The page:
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  • Unemployment Insurance Benefits (UI)
  • State Disability Issues (SDI)
  • Worker Compensation Issues
  • EDD Overpayments

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Ask The Edd Lawyer- Are You Missing Any Ftb Or Irs Personal Income Tax Refunds?

By Robert S. Schriebman


Are you missing any FTB or IRS personal income tax refunds? The California FTB recently issued a press release that may affect almost 50,000 Californians and perhaps hundreds of thousands living outside of California who have not received their IRS refunds. California is currently holding more than $16 million in returned refund checks. These refund checks range from $1 to $54,000. Out of almost 50,000 returned checks nearly 45,000 are for amounts of $1,000 or less. Why are these checks being returned? Most are caused by taxpayers who have moved and failed to file a change of address form with the U.S. Post Office.

If you have had a change of address, and you did not file the change with the Post Office, you may update your address with the FTB through The Access Your Account feature on the FTB’s web site. Once the FTB receives an updated address change they will automatically reissue your refund check and send it to your new address. There is also another feature available on the FTB web site under the heading Check Your Refund Status.

Another way to assure the receipt of your FTB refund is to use direct deposit when filing your FTB return.

The IRS had hundreds of thousands if not millions of unclaimed refund checks. The IRS web site has similar change of address notifications. If you happen to live close to a local IRS office it might be worth your time to drop by and inform them of your change of address. Do it now. The closer one gets to April 15 means that local IRS offices will be very busy with people needing help in preparing and filing their returns. The wait could be much longer than in the early months of the year.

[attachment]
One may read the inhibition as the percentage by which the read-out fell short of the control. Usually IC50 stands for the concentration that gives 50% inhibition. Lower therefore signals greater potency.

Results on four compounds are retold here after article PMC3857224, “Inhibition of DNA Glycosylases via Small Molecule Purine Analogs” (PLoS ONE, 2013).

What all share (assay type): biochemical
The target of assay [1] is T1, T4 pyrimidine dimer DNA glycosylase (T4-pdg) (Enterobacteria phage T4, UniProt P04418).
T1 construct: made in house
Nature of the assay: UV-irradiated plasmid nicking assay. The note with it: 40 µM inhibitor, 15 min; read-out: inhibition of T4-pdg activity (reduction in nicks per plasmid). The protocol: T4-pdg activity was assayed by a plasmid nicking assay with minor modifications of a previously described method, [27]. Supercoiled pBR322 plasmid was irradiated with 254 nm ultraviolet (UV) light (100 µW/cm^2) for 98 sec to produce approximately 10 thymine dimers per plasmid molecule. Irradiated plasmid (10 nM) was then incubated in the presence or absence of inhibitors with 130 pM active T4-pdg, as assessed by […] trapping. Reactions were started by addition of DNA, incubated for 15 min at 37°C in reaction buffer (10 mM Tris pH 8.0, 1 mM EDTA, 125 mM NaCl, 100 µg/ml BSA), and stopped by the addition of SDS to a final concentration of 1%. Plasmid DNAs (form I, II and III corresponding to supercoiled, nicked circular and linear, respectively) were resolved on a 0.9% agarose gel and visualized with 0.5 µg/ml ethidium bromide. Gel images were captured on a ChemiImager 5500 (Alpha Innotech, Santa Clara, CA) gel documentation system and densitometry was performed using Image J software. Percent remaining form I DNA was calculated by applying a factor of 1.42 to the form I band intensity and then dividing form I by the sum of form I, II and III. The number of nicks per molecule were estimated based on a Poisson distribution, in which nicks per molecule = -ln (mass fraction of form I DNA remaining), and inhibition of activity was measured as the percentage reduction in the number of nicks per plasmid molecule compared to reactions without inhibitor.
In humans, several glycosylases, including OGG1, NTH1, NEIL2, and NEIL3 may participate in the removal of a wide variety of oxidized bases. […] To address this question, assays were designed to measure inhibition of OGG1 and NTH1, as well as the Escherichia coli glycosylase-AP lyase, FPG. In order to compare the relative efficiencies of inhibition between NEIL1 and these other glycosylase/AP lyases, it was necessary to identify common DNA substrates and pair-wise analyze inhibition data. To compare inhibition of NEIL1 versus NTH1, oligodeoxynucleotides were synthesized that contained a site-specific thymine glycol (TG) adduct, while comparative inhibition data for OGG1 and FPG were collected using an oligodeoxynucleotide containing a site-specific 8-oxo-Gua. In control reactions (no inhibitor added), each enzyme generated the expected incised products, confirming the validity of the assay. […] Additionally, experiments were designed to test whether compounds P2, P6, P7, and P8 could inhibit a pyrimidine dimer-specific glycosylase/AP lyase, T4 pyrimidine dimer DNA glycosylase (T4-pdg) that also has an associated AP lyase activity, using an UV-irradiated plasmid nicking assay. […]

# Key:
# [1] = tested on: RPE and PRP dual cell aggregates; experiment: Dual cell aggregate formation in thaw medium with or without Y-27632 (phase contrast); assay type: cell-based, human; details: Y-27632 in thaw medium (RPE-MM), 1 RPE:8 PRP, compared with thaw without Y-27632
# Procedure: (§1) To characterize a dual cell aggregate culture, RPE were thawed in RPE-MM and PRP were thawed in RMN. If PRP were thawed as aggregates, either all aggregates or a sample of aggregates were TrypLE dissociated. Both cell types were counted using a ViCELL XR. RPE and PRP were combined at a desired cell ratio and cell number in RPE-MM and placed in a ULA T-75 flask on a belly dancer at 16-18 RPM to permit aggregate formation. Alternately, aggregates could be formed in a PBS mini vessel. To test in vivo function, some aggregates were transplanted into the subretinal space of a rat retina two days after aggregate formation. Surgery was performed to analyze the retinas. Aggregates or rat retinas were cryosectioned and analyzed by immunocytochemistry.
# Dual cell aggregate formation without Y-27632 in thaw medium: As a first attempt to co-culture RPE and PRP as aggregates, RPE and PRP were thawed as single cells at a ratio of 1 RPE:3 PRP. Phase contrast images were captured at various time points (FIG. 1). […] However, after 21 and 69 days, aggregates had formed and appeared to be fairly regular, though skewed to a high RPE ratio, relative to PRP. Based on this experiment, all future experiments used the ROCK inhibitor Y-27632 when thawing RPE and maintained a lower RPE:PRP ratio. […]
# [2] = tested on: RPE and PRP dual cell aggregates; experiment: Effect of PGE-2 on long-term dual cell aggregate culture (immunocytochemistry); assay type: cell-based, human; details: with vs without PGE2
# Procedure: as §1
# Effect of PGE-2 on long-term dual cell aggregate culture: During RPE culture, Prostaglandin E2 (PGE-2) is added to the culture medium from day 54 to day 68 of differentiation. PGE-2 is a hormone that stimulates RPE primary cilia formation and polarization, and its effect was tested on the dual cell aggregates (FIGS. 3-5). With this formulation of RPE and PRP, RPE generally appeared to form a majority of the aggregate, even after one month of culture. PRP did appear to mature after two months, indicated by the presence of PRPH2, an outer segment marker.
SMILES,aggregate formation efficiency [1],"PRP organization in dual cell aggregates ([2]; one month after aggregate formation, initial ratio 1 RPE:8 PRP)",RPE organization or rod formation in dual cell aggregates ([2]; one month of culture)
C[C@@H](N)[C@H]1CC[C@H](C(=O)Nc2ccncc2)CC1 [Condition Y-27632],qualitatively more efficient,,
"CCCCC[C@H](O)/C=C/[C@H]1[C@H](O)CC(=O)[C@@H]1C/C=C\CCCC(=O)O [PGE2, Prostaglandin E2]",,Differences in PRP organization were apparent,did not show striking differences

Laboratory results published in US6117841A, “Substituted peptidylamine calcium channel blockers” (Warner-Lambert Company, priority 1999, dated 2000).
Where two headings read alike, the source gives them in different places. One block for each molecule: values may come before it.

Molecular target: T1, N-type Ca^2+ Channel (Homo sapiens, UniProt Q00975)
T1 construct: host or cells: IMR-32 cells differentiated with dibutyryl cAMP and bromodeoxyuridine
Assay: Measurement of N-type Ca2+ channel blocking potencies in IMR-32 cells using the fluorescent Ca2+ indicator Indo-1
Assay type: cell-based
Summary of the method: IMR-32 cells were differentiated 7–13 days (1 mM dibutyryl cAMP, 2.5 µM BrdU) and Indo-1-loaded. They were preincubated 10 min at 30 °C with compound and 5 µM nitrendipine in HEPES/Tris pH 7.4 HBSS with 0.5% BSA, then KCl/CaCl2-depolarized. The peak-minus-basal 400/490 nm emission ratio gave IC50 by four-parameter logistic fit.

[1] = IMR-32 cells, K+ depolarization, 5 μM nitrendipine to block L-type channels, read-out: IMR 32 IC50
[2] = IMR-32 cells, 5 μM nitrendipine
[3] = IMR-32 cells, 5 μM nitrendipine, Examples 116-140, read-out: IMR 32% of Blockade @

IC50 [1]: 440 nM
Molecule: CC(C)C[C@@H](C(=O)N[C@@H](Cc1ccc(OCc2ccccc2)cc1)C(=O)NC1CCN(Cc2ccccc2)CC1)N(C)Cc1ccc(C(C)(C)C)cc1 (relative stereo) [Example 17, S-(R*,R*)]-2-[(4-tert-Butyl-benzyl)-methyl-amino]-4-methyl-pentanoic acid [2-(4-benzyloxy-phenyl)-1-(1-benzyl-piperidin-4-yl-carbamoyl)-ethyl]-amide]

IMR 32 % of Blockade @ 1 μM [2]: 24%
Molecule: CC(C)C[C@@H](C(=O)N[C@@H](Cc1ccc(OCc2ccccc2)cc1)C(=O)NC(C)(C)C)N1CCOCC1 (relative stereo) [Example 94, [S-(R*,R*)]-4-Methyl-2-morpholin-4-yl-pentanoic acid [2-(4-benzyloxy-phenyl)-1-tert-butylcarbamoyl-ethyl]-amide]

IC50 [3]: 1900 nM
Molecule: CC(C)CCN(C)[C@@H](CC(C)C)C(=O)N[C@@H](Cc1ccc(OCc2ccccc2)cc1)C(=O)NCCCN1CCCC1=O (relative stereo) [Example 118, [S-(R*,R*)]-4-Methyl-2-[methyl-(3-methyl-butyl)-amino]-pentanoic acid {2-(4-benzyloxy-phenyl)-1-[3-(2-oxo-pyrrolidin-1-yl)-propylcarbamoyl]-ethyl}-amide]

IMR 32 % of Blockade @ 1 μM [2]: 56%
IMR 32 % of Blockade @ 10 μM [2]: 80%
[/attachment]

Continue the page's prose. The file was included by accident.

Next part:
Address Changes When Dealing with the EDD

With regard to change of address issues involving the EDD, we have seen in our practice nightmares that have been created because of the failure to notify the Post Office of the client’s change of address. If you are in the middle of an EDD audit you know that it can drag on for a very long time, and there will be long periods where you do not hear from the EDD and nothing seems to be happening. You may think, erroneously, that the EDD has forgotten about you, but they have not. If you move your business or close it in these tough economic times make sure you file a change of address with the EDD as well as the Post Office. Go to the EDD web site and download Form 42 which is a general form used by the EDD when there are fundamental business changes such as the location of the business or a change of officers or directors of the company. At the very top of Form 42, there are spaces to complete for a change of address. After completing the form send it to the EDD so you have proof that they received your change of address. Send it by Certified Mail with Return Receipt Requested or use a carrier such as FedEx. In this way you can protect your rights in case the EDD sends any important notices to the old address instead of the new one. This ounce of prevention may save you a ton of misery in the future.


An EDD lawyer, Robert Schriebman has a successful practice in the Rolling Hills Estates area of Los Angeles County serving clients throughout California and the United States.

As a trusted EDD attorney, Robert S. Schriebman has successfully dedicated more than 30 years to helping individual taxpayers, business owners, CPAs, Enrolled Agents, and tax attorneys navigate the complicated tax systems of the federal and state governments.

Robert Schriebman has written over 20 books including the major manual used nationally by practitioners and the IRS, “IRS Tax Collection Procedures – A Manual for Practitioners” published by Commerce Clearing House and the only 2 books ever published dealing with how California Employment Development Department (EDD) operates. See “California Tax Collection Practice and Procedures” and “California Taxation Practice and Procedure”, both published by Commerce Clearing House.